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Dear Robin: How do I deal with my sexting son?

Friday, August 29, 2014

 

Don't Send It

photo credits : Sadie Hernandez under a CC BY 2.0

What's your problem? Write to Robin at [email protected].

Dear Robin,

My son "Jack" is barely 12 years old and has a smartphone. Last week he left it on the counter when he went in the bathroom and I snooped.  I had been concerned at how much time he was spending on the phone and apparently for good reason.  I was shocked to see he had been exchanging some very inappropriate messages (not photos, thank goodness) with several girls in his class. I immediately confiscated his phone but am not sure how to handle this. I think he should see a counselor and that we should tell the parents of the girls what is going on. My husband objects and thinks we should just take away his phone until he is much older.

As a mom, I would want to be told. What do you think? 

Signed,
D.L.


Dear D.L.,

Your son has been a naughty boy, not only for the sexting but also because he's doing it with multiple girls. Where's the loyalty these days?

Smartphones are truly the bane of our society and when the history is written about the downfall of civilization, the invention of the smartphone will be Chapter 1. Chapter 2 will be the entire Kardashian family and the demise of the Twinkie.

Remember that nervous feeling in the pit of your stomach when you were young and you finally worked up the nerve to pass a note or make a phone call to someone you had a crush on? That's ancient history: Now kids are sexting and texting and photographing themselves ad nauseam. Come to think of it, so are the grownups.

While I understand your dismay, I think your desire to take your son to counseling for what amounts to normal naughty behavior these days is an overreaction that fails to acknowledge the paradigm shift that has occurred since your adolescence. Whether we like it or not, sexting is now the thing, and I don't think your son needs therapy to discuss why he's hot for Sally. And Becky. And Anna. And Brooke.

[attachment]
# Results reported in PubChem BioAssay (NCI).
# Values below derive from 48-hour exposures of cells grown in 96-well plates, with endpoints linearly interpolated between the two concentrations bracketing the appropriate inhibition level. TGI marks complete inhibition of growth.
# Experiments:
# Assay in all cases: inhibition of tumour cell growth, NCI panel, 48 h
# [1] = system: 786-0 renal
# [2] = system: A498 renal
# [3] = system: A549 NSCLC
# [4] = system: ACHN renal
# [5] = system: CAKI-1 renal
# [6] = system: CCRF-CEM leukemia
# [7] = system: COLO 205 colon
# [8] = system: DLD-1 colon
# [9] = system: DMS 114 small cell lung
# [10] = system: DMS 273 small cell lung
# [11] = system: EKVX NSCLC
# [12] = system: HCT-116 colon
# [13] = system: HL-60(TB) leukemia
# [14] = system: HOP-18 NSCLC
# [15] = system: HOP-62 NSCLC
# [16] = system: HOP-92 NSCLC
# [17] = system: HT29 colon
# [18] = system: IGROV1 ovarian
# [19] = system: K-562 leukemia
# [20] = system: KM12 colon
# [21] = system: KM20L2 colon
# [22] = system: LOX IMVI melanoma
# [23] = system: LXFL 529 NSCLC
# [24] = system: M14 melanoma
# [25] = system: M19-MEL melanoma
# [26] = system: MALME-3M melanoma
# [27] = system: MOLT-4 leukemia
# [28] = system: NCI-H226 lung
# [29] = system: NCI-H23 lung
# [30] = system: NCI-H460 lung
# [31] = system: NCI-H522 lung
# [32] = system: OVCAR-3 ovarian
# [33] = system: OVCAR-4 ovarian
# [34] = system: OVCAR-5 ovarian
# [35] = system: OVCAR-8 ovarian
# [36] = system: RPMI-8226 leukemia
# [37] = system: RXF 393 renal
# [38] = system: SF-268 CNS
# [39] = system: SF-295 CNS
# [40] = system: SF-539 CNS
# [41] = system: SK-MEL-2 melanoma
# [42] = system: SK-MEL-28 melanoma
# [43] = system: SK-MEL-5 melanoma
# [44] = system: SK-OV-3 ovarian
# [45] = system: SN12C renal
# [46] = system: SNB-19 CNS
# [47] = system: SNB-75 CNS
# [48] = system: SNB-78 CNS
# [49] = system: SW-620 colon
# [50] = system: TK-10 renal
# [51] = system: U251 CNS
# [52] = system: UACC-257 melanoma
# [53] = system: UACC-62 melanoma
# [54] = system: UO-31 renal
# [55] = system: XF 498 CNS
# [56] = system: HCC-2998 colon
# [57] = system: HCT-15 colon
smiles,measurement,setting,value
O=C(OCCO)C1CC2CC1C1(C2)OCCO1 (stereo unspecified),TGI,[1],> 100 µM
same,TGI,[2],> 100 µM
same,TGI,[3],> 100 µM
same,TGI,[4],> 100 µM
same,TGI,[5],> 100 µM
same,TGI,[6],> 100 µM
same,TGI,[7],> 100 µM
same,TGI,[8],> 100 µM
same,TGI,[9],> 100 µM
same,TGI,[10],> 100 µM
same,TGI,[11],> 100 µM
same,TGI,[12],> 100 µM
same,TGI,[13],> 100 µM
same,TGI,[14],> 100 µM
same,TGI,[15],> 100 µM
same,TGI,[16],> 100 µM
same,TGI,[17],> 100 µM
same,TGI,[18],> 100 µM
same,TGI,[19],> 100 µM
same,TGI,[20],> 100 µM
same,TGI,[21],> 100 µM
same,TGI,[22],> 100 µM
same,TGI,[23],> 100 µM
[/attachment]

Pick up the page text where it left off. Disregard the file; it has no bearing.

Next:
However, I do understand your struggle over whether to alert the other parents to what amounts to inappropriate behavior at such a young age. While I may have said sexting is the norm, that doesn't mean it's OK, and my hope is that with enough parental involvement we can all help to turn things around before they get much worse, although I fear the horse may be out of the barn at this point.

Call the parents and tell them your son and their daughters have been exchanging an inordinate amount of messages lately and you are concerned. I would not tell them exactly what was in the messages unless there is something you are really concerned about, such as "OMG, I'm PG!"  Ask the other parents to monitor phone usage and report back with disturbing content.

Sooner or later you will have to give your son his phone back, but before you do that I would have a very serious conversation in which you explain the following to him:

1. Anything he texts on his phone can and will be shared with people beyond the recipient, which can be humiliating and hurtful to not just him but others;
2. Dads of daughters have been known to react very negatively when they see their daughter being pursued sexually and they often will discount their daughter's role in the dance (in other words, this could be dangerous for your son).
3. Depending on your school's rules, some of these messages could be deemed harassing and result in serious repercussions for your son; and
4. Tell him you will now be installing an app on his phone that forwards to you all texts messages he receives and sends.  Then let me know if you find such an app, because we could sure use it at my house.